The print was good for 10 Oscar nominations, of which he cashed in 7 (including ‘Best Film’, ‘Direction’ and ‘Scenario’). Call it ‘The Sting’ set in 1936 the ‘Ocean’s Eleven’ of the 1970s. Everything revolves around a carefully designed ‘long con’. Young con man Johnny Hooker (Robert Redford) wants to avenge the death of his teacher (Robert Earl Jones).
To untie the responsible mobster boss Doyle Lonnegan (every movie buff will recognize Robert Shaw as the rough sea bonk Quint from ‘Jaws’), Johnny teams up with master con man Henry Gondorff (Paul Newman). An intriguing personality who has his own motivations.
‘The Sting’ juggles with genius twists and plot twists for 129 minutes and continues viewing turn after view as unadulterated great entertained cinema. Rightly so, this film is safely stored in the vault of the National Film Registry in Washington DC for posterity.
When Martin Scorsese brought the reels of ‘Casino’ to movie theaters in 1995, the general gist was, “Nice, but not quite as good as ‘Goodfellas (1990)’.” As is so often the case with art, the spirits had to mature a bit first. And see. Today ‘Casino’ is known as an undisputed masterpiece.
Also this time Marty got the mustard from a book by Nicholas Pileggi. The rise and fall of Frank ‘Lefty’ Rosenthal’, who controlled the arcades of the Marina, Hacienda, Fremont and Stardust on behalf of the Chicago Outfit in the 1970s and 1980s, could of course only be interpreted by Robert De Niro.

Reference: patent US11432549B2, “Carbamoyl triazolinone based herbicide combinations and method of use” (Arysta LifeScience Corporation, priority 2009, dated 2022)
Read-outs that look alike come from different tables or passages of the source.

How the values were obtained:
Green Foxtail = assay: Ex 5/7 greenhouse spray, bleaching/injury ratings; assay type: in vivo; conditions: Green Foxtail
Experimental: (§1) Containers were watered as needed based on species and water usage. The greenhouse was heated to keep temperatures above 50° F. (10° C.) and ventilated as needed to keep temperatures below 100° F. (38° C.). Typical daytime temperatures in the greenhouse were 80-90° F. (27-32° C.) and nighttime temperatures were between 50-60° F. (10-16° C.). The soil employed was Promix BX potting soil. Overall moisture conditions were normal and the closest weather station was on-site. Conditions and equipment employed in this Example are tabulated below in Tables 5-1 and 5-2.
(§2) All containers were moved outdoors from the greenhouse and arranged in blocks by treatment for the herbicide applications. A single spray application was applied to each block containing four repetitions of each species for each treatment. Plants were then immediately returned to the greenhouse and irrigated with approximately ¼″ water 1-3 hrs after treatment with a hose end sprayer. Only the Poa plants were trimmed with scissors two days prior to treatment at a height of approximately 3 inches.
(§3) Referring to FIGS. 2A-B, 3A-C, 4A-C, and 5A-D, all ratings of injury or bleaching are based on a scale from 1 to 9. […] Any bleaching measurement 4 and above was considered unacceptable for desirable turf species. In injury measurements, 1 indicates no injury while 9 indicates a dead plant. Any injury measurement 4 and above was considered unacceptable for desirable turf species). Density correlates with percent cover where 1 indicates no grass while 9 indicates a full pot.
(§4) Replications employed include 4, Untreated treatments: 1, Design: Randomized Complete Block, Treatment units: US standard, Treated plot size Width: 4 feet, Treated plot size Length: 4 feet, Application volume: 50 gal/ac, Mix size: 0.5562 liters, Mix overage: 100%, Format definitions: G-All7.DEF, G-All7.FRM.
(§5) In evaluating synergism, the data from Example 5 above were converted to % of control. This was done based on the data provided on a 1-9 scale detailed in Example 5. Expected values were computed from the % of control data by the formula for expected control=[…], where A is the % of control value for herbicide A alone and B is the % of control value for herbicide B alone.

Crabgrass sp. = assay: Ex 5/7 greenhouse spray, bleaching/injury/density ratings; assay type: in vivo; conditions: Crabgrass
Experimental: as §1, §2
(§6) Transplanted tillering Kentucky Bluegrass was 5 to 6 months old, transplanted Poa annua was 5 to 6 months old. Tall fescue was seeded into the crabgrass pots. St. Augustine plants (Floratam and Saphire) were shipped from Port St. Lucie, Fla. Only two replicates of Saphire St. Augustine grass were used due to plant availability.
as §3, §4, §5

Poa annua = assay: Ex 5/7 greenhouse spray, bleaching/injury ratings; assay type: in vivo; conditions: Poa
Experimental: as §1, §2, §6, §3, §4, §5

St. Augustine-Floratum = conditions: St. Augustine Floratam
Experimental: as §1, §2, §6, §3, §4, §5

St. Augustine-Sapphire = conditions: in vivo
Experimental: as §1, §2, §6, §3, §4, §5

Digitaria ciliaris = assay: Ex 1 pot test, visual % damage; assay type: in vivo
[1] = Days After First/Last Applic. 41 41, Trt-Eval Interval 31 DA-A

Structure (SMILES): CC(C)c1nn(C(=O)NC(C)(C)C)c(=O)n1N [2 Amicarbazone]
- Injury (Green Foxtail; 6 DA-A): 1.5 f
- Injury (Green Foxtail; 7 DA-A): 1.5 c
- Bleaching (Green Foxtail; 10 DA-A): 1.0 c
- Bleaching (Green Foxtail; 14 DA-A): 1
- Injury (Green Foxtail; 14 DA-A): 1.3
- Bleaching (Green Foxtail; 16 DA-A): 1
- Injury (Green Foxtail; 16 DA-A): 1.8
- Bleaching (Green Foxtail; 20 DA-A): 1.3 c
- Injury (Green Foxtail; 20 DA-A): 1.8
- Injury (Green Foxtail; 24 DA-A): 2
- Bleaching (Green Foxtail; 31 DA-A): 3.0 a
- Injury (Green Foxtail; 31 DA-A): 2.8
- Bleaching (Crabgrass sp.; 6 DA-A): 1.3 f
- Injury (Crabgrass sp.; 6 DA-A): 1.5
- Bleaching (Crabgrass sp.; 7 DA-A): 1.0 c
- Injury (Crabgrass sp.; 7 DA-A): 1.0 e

De Niro’s Sam ‘Ace’ Rothstein, dressed in dozens of striking tailor-made suits (the costume budget went up to 1 million dollars), uses his gambling talent to become the operator of the mafia-run Tangiers Casino. Just in case, Ace’s criminal patrons send his old childhood friend Nicky Santoro (a particularly hot-tempered Joe Pesci) to keep an eye on things.
But Nicky has his own business running. A Golden Globe and Oscar-nominated Sharon Stone stars as the money and drug addict Ginger, the femme fatale who drives the final wedge between Ace and Nicky’s gambling empire.
‘Casino’ opens magnificently with Bach’s Matthew Passion, performed by the Chicago Symphony Orchestra and the inflaming purgatory of a strategically placed car bomb. In the following 178 minutes, after the promising glimmer of Las Vegas Boulevard, a gory, tragic, wry allegory of the paradise tale from the Old Testament unfolds.
“No one stays at the top forever”, was the tagline on the movie posters. But that the ensuing fall down is so horribly hard? Nobody tells you that.